By Matt Reese
It is June 5 — the much-discussed prevented planting date for corn in Ohio. Many fields are still way too wet to plant and it is decision time (and it is not an easy one to make).
What should be done?
“First you need to talk to your agent to see what your prevent plant eligibility is. Looking back at the last four crop years, the highest number of corn acres you planted will be the maximum acres that you can take prevented plant on corn. You need to find out first how many eligible acres you have,” said Keith Summers, with Leist Mercantile in Pickaway County. “Then, if you decide to take prevented planting, you need to notify your agent and file notice of loss. You can plant for 20 days into that late plant period past June 5, but if you make that determination, you need to get that claim filed. You lose 1% of your insurance guarantee each day after that final plant date.”
The prevented planting payment for corn is 55% of the initial insurance guarantee and for soybeans is 60% of the guarantee, unless higher limits were purchased. Prevented planting acres must be reported on the acreage report and the premium is the same as planted acres. Prevented planting has no impact on APH.
Brian Frieden, director of USDA’s Risk Management Agency (RMA) Springfield Regional Office, said there are several options are available for producers unable to plant a crop by the final planting date because of an insurable cause of loss. A producer may:
- Plant the insured crop during the late planting period with a reduced guarantee;
2. Not plant a crop and receive a prevented planting payment;
3. Plant the acreage to another crop after the late planting period ends and receive a reduced prevented planting payment; or
4. Plant a cover crop and receive a full prevented planting payment provided that the cover crop is not hayed or grazed before Nov. 1, or otherwise harvested at any time.
Replant payments may also be available for land that was planted and does not have an adequate stand. Producers should contact their insurance agent if they believe acreage should be replanted. Producers must receive written permission from the insurance company to replant, abandon or destroy a crop.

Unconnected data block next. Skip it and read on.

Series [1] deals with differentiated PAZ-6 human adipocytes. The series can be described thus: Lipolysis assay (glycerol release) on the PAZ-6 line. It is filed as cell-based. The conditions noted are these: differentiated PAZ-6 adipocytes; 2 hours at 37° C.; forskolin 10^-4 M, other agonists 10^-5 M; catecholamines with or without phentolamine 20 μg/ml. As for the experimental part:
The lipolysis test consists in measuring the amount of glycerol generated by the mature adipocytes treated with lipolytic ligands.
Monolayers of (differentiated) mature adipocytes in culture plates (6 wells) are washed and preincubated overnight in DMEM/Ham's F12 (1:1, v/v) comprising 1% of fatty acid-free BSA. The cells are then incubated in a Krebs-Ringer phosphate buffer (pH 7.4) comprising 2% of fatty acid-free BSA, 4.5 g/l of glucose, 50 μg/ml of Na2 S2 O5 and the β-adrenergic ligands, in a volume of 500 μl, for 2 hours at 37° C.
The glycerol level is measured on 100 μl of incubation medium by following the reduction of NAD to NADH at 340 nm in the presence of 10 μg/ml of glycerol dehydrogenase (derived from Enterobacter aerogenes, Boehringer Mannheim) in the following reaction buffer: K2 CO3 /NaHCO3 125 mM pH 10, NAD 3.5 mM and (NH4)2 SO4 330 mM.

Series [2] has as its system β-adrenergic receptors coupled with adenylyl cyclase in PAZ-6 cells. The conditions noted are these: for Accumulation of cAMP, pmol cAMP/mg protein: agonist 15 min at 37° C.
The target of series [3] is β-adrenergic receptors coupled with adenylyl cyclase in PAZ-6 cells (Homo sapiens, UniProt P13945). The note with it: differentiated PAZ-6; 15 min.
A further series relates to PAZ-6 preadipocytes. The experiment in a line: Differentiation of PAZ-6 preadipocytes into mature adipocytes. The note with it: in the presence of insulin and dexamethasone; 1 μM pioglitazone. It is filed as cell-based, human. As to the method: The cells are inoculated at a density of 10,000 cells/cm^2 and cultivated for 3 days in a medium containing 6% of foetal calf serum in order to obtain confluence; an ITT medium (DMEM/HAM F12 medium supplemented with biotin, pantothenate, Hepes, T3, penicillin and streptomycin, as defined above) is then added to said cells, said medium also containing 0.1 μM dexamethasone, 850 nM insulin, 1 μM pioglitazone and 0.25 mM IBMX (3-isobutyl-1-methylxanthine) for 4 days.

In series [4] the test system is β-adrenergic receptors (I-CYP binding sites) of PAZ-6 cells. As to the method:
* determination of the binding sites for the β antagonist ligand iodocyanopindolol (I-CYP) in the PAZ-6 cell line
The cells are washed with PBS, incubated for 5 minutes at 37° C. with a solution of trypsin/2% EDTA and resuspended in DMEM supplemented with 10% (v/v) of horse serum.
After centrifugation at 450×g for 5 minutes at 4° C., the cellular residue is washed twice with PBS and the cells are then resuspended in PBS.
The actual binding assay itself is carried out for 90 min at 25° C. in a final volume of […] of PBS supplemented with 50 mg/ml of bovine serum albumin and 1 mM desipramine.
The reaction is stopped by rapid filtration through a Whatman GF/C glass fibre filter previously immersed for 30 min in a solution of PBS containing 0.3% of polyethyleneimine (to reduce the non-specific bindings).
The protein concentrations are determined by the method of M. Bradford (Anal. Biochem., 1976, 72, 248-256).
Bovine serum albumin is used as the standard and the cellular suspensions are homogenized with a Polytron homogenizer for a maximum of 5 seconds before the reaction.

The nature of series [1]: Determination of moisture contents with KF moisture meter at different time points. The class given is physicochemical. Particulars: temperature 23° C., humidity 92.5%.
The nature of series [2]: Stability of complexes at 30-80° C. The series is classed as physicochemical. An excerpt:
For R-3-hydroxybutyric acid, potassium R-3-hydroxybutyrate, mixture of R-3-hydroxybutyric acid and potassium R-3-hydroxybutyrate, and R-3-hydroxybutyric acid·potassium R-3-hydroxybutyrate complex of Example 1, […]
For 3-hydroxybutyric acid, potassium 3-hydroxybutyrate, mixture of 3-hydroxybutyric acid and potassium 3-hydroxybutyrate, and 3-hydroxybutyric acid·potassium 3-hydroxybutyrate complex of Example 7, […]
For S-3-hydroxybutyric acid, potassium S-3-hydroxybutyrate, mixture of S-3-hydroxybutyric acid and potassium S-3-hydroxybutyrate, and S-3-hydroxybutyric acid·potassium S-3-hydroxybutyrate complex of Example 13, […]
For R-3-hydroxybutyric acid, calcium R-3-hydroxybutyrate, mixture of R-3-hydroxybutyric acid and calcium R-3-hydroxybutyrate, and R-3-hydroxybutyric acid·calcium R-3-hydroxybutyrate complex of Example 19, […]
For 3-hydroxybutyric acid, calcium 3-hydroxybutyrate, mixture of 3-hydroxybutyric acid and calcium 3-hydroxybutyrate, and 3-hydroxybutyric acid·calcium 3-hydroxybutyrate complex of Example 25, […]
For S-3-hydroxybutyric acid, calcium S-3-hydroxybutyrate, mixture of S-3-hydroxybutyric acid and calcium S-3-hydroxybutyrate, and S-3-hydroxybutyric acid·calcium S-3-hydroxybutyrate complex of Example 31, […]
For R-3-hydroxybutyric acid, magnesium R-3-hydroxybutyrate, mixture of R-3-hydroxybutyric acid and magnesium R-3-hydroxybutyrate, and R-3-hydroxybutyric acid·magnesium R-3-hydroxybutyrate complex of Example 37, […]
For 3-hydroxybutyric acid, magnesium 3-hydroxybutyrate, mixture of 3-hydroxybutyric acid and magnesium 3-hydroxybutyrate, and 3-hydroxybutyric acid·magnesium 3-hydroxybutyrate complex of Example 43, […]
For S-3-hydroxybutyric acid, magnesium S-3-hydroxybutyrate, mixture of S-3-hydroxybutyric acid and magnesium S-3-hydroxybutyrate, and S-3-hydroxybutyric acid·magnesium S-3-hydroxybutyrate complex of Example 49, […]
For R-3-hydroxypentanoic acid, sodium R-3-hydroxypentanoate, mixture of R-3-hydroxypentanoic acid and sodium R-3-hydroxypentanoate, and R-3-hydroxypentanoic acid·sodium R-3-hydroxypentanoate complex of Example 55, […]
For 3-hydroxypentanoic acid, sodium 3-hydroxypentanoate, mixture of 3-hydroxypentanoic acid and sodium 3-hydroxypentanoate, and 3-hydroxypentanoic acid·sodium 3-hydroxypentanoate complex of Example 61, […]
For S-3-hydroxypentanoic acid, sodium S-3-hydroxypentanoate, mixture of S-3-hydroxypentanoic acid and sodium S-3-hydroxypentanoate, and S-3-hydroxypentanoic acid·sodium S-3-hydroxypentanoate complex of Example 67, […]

Frieden said producers who are prevented from planting because of an insurable cause of loss also must provide notice within 72 hours after the final planting date at their local Farm Service Agency office if they do not intend or are unable to plant the insured crop within any applicable late planting period. To qualify for a prevented planting payment, the affected acreage must be at least 20 acres or 20% of the crop acreage in the insured unit. Prevented planting is not available on area insurance policies, such as Area Risk Protection Insurance (ARPI).
The Ohio prevented planting date for soybeans is June 20 with a 25-day late plant period that extends until July 15.
“With the soybeans it is the same process as it is with the corn. You can plant into July with their late plant period. Otherwise the process is the same as with the corn as far a filing a claim,” Summers said. “But it is important that you get that claim filed. If you change your mind, that is OK. We can always withdraw that claim, but you only have 72 hours once you make that determination. If you switch acres from corn to beans, it is not a big deal. You just plant the beans and move on.”
In his area, Summers said that, despite some challenges planting, there will not be a huge number of prevented planting acres in 2019.
“Our advice is to our customers is to do what you think is best for you. The customers that I am talking to, they are going to plant. They are going to get a crop in the ground,” Summers said. “We have seen a little rally in prices to levels we didn’t think we were going to see. They want to take advantage of that.”
For more, farmers can reference RMA’s Planting Date Map Viewer for final planting dates by crop, state, county, policy type and farming practice. Additional resources to help with this important decision, including a Fact Sheet and Frequently Asked Questions, are highlighted at https://www.rma.usda.gov/en/Topics/Prevented-Planting and https://farmdocdaily.illinois.edu/2019/05/prevented-planting-2019-market-facilitation-program-payments-disaster-assistance-and-price-dynamics.html.